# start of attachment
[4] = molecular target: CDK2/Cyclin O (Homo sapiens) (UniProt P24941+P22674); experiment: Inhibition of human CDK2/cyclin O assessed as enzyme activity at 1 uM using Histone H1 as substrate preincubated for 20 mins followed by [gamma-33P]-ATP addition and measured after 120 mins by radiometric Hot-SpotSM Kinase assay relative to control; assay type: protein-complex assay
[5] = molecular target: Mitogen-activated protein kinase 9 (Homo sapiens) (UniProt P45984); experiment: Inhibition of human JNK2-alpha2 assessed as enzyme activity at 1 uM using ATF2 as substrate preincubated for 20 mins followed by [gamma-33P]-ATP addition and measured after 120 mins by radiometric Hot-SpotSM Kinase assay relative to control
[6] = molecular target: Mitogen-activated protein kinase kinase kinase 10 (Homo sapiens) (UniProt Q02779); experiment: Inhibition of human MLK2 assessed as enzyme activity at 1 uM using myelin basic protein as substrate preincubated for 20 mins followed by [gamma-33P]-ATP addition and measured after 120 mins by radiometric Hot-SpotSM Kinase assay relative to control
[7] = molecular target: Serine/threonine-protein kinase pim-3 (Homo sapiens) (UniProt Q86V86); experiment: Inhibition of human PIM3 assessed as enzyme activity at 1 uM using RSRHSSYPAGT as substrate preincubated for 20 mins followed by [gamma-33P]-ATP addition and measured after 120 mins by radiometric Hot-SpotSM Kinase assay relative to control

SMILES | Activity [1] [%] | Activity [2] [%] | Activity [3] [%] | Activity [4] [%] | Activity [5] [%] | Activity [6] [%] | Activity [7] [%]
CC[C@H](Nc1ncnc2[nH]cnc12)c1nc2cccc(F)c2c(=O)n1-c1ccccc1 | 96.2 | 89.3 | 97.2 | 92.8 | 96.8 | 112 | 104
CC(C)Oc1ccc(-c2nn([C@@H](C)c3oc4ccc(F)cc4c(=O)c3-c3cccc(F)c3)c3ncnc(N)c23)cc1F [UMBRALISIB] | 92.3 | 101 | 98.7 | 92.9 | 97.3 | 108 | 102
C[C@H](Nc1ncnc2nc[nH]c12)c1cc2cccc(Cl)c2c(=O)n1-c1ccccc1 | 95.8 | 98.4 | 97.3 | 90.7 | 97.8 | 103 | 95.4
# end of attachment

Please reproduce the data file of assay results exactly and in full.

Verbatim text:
[4] = molecular target: CDK2/Cyclin O (Homo sapiens) (UniProt P24941+P22674); experiment: Inhibition of human CDK2/cyclin O assessed as enzyme activity at 1 uM using Histone H1 as substrate preincubated for 20 mins followed by [gamma-33P]-ATP addition and measured after 120 mins by radiometric Hot-SpotSM Kinase assay relative to control; assay type: protein-complex assay
[5] = molecular target: Mitogen-activated protein kinase 9 (Homo sapiens) (UniProt P45984); experiment: Inhibition of human JNK2-alpha2 assessed as enzyme activity at 1 uM using ATF2 as substrate preincubated for 20 mins followed by [gamma-33P]-ATP addition and measured after 120 mins by radiometric Hot-SpotSM Kinase assay relative to control
[6] = molecular target: Mitogen-activated protein kinase kinase kinase 10 (Homo sapiens) (UniProt Q02779); experiment: Inhibition of human MLK2 assessed as enzyme activity at 1 uM using myelin basic protein as substrate preincubated for 20 mins followed by [gamma-33P]-ATP addition and measured after 120 mins by radiometric Hot-SpotSM Kinase assay relative to control
[7] = molecular target: Serine/threonine-protein kinase pim-3 (Homo sapiens) (UniProt Q86V86); experiment: Inhibition of human PIM3 assessed as enzyme activity at 1 uM using RSRHSSYPAGT as substrate preincubated for 20 mins followed by [gamma-33P]-ATP addition and measured after 120 mins by radiometric Hot-SpotSM Kinase assay relative to control

SMILES | Activity [1] [%] | Activity [2] [%] | Activity [3] [%] | Activity [4] [%] | Activity [5] [%] | Activity [6] [%] | Activity [7] [%]
CC[C@H](Nc1ncnc2[nH]cnc12)c1nc2cccc(F)c2c(=O)n1-c1ccccc1 | 96.2 | 89.3 | 97.2 | 92.8 | 96.8 | 112 | 104
CC(C)Oc1ccc(-c2nn([C@@H](C)c3oc4ccc(F)cc4c(=O)c3-c3cccc(F)c3)c3ncnc(N)c23)cc1F [UMBRALISIB] | 92.3 | 101 | 98.7 | 92.9 | 97.3 | 108 | 102
C[C@H](Nc1ncnc2nc[nH]c12)c1cc2cccc(Cl)c2c(=O)n1-c1ccccc1 | 95.8 | 98.4 | 97.3 | 90.7 | 97.8 | 103 | 95.4